Breast Awareness; What you need to know
Just because October is Breast Cancer Awareness Month doesn’t mean its the only time of year you need to focus on taking care of your health. It is a perfect time to make a commitment to examine your own breasts once a month.
In an appearance on the Hallmark Channel, Kristi Funk, MD, known for her surgical treatment of celebrities Angelina Jolie and Sheryl Crow and founder and director of the Pink Lotus Breast Center, explains why self-exams are so important. Here are her tips on exactly how to do your monthly exam.
Who’s at Risk?
Dr. Funk notes that while one in eight women may develop breast cancer over a lifetime, as you grow older, the risk increases. For example, if you’re in your 20s, your risk is one in 1,681 but it grows to one in 231 in your 30s and one in 69 in your 40s, etc. However, women under the age of 40 who have breast cancer are more likely to have an aggressive tumor.
Early Detection Is Your Best Defense
Stages zero-or-one-breast cancers that are confined to the breast cells are 98 percent curable. It’s a good idea to start breast self-exams when you turn 20.
The Right Way to Do a Self-Exam
Do your exam every month during the week after your period when your breasts are less lumpy. If you don’t have a period, do the exam on the first day of the month.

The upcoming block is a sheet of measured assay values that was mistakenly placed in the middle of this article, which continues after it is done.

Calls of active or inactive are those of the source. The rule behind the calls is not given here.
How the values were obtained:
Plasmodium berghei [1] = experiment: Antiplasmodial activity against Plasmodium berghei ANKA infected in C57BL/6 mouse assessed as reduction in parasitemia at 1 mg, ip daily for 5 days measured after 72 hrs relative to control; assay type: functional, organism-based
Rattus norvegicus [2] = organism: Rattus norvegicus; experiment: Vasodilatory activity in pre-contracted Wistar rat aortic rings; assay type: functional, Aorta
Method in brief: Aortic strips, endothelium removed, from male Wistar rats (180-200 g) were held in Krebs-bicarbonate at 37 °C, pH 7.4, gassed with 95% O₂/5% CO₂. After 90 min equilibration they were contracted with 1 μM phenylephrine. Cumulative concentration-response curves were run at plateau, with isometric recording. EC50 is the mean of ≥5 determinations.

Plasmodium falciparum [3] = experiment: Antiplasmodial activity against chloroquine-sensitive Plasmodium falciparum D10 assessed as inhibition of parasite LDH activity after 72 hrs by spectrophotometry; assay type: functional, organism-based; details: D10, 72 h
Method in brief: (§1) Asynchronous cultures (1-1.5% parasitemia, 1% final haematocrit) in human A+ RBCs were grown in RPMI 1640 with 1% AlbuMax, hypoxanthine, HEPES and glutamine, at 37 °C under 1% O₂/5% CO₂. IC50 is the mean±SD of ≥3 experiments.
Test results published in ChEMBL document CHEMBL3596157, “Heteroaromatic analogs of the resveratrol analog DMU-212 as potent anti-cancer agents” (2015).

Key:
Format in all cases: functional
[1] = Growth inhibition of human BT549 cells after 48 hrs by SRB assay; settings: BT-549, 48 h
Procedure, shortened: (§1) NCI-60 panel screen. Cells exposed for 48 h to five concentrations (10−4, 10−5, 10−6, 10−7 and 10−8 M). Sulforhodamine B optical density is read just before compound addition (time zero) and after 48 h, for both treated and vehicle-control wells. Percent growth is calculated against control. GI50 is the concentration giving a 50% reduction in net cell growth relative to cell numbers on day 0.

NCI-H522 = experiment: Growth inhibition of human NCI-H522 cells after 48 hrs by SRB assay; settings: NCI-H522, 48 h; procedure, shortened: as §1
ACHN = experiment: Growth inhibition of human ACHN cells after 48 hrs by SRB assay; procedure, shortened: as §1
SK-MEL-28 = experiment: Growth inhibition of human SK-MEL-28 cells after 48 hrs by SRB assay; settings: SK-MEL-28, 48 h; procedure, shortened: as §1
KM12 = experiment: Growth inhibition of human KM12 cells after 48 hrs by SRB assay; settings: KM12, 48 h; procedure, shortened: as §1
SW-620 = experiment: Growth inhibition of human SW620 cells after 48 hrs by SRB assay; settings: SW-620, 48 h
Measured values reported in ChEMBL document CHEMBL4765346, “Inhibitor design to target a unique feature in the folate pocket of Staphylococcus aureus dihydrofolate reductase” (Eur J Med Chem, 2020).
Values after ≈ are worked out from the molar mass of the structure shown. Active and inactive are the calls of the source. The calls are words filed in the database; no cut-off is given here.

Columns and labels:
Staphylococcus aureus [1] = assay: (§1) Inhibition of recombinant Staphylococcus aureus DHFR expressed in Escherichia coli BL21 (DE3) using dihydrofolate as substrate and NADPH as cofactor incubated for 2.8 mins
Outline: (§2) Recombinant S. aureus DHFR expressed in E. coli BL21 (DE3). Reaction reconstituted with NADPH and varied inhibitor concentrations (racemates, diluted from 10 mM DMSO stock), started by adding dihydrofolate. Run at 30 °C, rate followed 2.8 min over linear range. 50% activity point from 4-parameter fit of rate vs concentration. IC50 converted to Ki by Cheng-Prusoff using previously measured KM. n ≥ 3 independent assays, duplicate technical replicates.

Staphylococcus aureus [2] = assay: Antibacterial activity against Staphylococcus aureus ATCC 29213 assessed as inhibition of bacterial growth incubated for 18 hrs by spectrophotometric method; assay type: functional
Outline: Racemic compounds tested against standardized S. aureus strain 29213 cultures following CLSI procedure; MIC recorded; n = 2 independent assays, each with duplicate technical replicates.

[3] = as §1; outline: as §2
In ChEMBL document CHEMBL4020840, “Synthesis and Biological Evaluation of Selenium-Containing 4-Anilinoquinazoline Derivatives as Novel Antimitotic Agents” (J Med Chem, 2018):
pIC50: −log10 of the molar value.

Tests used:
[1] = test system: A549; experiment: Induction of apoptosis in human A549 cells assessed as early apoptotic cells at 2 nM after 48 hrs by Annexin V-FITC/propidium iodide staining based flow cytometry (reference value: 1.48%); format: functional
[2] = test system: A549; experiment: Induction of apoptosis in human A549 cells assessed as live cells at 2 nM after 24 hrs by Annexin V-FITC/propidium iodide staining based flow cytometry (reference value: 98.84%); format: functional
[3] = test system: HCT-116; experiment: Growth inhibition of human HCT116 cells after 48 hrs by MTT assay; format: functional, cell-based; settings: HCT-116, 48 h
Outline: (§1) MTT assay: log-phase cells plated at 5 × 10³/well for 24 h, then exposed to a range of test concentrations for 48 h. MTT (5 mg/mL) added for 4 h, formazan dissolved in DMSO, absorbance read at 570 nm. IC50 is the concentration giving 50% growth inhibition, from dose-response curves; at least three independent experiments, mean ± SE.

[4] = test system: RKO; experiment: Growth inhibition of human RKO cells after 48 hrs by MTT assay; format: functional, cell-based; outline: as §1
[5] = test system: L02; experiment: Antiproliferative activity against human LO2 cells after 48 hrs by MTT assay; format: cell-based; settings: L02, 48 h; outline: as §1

- Pick a place that’s comfortable, usually standing up or laying on the bed. Use a lotion or shower gel to help your fingers glide across your breast.
- For the first six months, you’re just trying to learn what your breast feels and looks like so if there is a change, you may notice it.
- Stand in front of the mirror, unrobed from the top down. Place your hands on your hip, flex your pecs and raise both hands over your head. Look for changes in the shape, size and contour of your breasts and changes in the skin, such as dimpling, bumps or redness.
Three Fingers, Three Times
- Next, lie on a bed or stand in the shower. Raise the arm next to the breast you are examining and bend your elbow for comfort. Using the pads of your three middle fingers, make tiny circles across the breast, three full circuits in each direction. According to Dr. Funk, you can choose from four rotations but do the exam the same way each month:
- Up and down or vertically
- Left to right, like words on a page
- In concentric circles from the nipple out
- Radially, like spokes on a wheel.
Where Are My Breasts?
While that may sound like a silly question, it’s good to know that your breasts go to your collarbone, out to the sternum, under your curves and extend to the side of the breast wall. Some tissue goes into the armpit where your lymph nodes are located. You should examine this entire area.
Meet Dr. Funk in this video, as she demonstrates a self-exam. Her latest book, “Breasts: The Owner’s Manual,” is a straight-talking guide to what women can do to prevent breast cancer before it starts.